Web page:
John, Glenys and Lachlan Tindall
Patriarch of the Withnell Dairy Company in south western Victoria, John Tindall, tries to stay on top of the latest technology on the market. He is currently looking at the latest automated heat detection technology to tell him the best time to inseminate his cows, as well as virtual fencing.
“We’re early adopters. We’ve been steadily investing in technology over the past 25 years,” John says. “If there’s something that looks useful and it’s profitable, we’ll invest.”
Currently the operation has a 50-unit rotary dairy and computerised feeding. “The computers feed each cow to her production level,” John says.
The operation also uses a smart tagging system that scans each cow’s ear tag to check real time milk production and mastitis status every milking, plus lifetime health, production and breeding information.
“We’re investing in as much automation and computerisation as we can. It reduces pressure to find labour in an environment where it can be hard to come by.”
The original property was bought in 1948 as a soldier’s settlement. John took over from his father in 1975 with 65 cows and just over 89 ha. Now it is run by John, his wife Glenys and their son Lachlan, who is beginning to take over the operation, with John taking a back seat.
Two years ago Withnell Dairy Company expanded into wagyu beef as the Tindalls capitalised on an emerging opportunity.
“Next door was for sale, so I went to have a sticky at it. The agent started talking about the returns from wagyu. I thought about it and bought it. It’s a niche market. Beef prices are at a historical high, but wagyu won’t drop as much when they inevitably fall,” John says.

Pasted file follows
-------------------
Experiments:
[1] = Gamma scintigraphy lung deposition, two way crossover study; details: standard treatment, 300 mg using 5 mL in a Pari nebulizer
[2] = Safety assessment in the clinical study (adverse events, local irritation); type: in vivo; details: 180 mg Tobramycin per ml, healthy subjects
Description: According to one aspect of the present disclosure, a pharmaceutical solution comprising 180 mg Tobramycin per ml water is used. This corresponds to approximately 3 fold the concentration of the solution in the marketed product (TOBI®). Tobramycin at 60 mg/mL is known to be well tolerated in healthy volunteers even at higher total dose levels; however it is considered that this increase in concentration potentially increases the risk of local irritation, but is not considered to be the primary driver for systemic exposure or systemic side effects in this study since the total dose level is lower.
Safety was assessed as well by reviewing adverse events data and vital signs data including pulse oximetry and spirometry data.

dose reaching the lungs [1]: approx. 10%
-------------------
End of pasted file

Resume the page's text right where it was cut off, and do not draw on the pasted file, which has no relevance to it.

The total property, including the wagyu operation and some leased land, now stretches to over 1,400 ha and includes 650 milking cows plus 500 dairy replacements and 200 Holstein bull calves plus 400 beef cattle. Last year the Tindalls sold about 300 wagyu calves at 240 kg and John is hoping to expand this side of the business in the future, when the prices ease to purchase more cows.
On the dairy side, the operation Autumn calves and produces 5.2 million litres per year. It has seen an increase from 5,000 to 8,000 litres per cow over the past five years and has gone from milking 500 cows to 650 cows, effectively doubling the business’s production, as well as a dramatic increase in conception rates, thanks to the help of a nutritionist.
More recently, the family has invested in an agronomist who is trialling different grasses at the property to see which is the most suitable as this is a dryland farm.
“We’re a non-standard dairy,” John says. “We use different grasses to the industry and are trying to find which one suits our operation best.”
With a constant eye to the future (as well as a knack for hedging its bets), the business also has a grain consultant who is helping the family invest in grain futures.
“We’re dabbling in grain futures, mainly as insurance for the next drought that hopefully also makes money,” John says.
Notes to editors
The research was conducted among 1,400 Australian farmers during September 2017 and focused on farmers’ intentions for their farm enterprises over the coming 12 months, as well as their investment over the past 12 months. Research was conducted by Kynetec.